Facebook announces 2012 Hacker Cup

Facebook announces 2012 Hacker Cup

Summary: Facebook today opened registration for the 2012 Hacker Cup. The contest begins this month and ends two months later, with multiple rounds of elimination as well as various prizes.

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Facebook today announced open registration for its second annual Hacker Cup, an annual algorithmic programming contest open to engineers from around the world. Programmers will be judged on accuracy and speed as they race to solve algorithmic problems to advance through up to five rounds of programming challenges. The winner will receive the title World Champion for Facebook's 2012 Hacker Cup.

The competition will start with a 72-hour Qualification Round on January 20 at 4:00 PM PST. It will end on January 23 at 4:00 PM PST. All registered competitors will be presented with three problems. Every competitor who correctly solves at least one problem will advance to Online Round 1.

Online Round 1 will last 24 hours from January 28 at 10:00 AM PT to January 29 at 10:00 AM PT. To advance to Online Round 2, participants must solve at least one problem correctly. If more than 500 people solve at least one problem correctly, then the top 500 participants will advance, as well as everyone else who answered the same number of questions correctly as the 500th-place contestant.

Online Round 2 will last three hours from February 4 at 1:00 PM PT to February 4 at 4:00 PM PT. The competitors will have three hours to solve the presented problem sets. The top-scoring 100 participants from Online Round 2 will receive an official Hacker Cup t-shirt and will be notified via e-mail that they have advanced to Online Round 3.

Online Round 3 will last three hours from February 11 at 1:00 PM PT to February 11 at 4:00 PM PT. The 100 competitors will have three hours to solve the presented problem sets. The top-scoring 25 competitors from Online Round 3 will be notified via e-mail that they have advanced to the final round at Facebook, and the company will fly them out to its headquarters in Menlo Park, California.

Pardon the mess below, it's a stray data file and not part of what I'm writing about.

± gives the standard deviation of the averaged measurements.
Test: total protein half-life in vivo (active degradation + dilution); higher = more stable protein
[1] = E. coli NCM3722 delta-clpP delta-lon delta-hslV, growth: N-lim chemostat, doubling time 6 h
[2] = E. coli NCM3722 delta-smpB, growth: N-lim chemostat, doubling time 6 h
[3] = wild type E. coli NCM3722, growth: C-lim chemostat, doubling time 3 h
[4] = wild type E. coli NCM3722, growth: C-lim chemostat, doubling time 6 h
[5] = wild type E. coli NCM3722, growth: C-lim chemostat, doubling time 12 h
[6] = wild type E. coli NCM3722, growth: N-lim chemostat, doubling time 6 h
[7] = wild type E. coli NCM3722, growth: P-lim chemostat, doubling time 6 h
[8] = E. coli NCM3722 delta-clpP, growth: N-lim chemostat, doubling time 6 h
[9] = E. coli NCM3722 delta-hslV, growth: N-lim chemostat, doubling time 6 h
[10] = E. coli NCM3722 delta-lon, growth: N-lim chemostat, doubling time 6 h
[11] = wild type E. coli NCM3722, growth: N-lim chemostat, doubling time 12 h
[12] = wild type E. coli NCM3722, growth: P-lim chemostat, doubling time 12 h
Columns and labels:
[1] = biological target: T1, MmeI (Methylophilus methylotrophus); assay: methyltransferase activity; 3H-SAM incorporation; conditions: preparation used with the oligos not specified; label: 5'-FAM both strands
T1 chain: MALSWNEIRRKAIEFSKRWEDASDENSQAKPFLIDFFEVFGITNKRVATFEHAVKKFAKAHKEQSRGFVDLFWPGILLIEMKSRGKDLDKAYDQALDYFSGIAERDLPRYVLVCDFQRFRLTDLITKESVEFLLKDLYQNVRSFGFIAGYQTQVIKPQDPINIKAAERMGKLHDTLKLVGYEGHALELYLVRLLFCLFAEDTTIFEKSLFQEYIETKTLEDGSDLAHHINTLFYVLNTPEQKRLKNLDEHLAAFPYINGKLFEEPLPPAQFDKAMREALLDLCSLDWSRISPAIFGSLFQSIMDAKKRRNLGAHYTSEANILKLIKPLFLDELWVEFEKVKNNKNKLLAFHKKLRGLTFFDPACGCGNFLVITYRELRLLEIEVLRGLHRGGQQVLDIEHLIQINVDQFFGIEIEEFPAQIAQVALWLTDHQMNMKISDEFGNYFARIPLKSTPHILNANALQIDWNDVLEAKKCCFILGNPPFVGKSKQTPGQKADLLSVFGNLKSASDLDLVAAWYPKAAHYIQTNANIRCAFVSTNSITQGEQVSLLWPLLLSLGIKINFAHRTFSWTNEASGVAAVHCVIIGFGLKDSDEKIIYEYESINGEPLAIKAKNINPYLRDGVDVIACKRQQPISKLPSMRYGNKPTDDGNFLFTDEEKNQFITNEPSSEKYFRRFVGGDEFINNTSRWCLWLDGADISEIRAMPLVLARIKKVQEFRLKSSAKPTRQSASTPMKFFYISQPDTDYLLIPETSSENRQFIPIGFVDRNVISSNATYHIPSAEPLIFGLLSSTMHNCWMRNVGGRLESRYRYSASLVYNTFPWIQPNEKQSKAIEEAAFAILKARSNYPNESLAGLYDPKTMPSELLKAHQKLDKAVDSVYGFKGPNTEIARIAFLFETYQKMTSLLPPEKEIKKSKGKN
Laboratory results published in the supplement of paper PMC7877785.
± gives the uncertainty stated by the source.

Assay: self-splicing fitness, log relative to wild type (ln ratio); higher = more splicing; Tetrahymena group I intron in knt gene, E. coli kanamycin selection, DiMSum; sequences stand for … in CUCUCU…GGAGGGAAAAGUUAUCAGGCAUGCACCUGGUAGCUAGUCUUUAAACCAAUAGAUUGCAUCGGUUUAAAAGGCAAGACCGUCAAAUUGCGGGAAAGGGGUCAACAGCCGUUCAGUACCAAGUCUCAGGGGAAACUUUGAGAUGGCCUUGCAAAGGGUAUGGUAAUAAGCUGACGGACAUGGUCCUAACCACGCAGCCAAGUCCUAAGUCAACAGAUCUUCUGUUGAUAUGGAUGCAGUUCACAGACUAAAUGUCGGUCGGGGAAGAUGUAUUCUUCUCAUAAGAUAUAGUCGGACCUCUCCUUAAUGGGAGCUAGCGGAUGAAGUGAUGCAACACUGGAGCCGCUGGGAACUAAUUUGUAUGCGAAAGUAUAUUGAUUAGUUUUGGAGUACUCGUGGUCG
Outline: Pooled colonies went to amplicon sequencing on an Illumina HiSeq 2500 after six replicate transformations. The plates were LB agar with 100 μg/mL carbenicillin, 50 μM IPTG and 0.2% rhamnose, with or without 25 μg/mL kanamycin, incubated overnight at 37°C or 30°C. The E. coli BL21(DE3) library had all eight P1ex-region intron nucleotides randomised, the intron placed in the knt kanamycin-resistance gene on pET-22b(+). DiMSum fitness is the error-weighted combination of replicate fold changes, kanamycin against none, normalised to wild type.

If you're not from the U.S., you should know finalists will be responsible for obtaining their own entry visa before arrival in the country. Facebook will reimburse the finalist for any visa application fee and up to $100 USD in travel expenses incurred in obtaining the visa, but the company will not reimburse any fees or expenses related to obtaining a passport.

The final round of competition will be on March 17. Prizes will include cash and "other awesome goodies." More specifically, the first prize is $5,000 USD, title as world champion, and the honor of being immortalized on the Hacker Cup trophy. The remaining prizes are as follows: $2,000 for second place, $1,000 for third, $100 for fourth through 25th, and "awesome t-shirts" for the top 100 hackers coming out of the second online round.

If you want to try the problems from last year's qualification round, you can check them out here: Problems. More details and announcements will be posted at facebook.com/hackercup. You may also want to take a look at the FAQ as well as the Terms & Conditions.

Let's hope this year's version goes better than last year's. 2011 Hacker Cup featured bugs and a lack of communication; although Facebook ended up addressing a lot of the issues, many found it to be a very poor experience overall.

Topics: Security, Software Development, Social Enterprise

Emil Protalinski

About Emil Protalinski

Emil is a freelance journalist writing for CNET and ZDNet. Over the years,
he has covered the tech industry for multiple publications, including Ars
Technica, Neowin, and TechSpot.

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  • RE: Facebook announces 2012 Hacker Cup

    It's useful to note that the official rules explicitly allow entrants to use Visual Studio, which supports numerous languages and is my preferred IDE:

    "You can use any programming language to solve the problems, using any development environment or text editor, as long as the compiler or interpreter you used for that language is freely available and easy to download and use. ... Visual Studio is acceptable..."
    Tim Acheson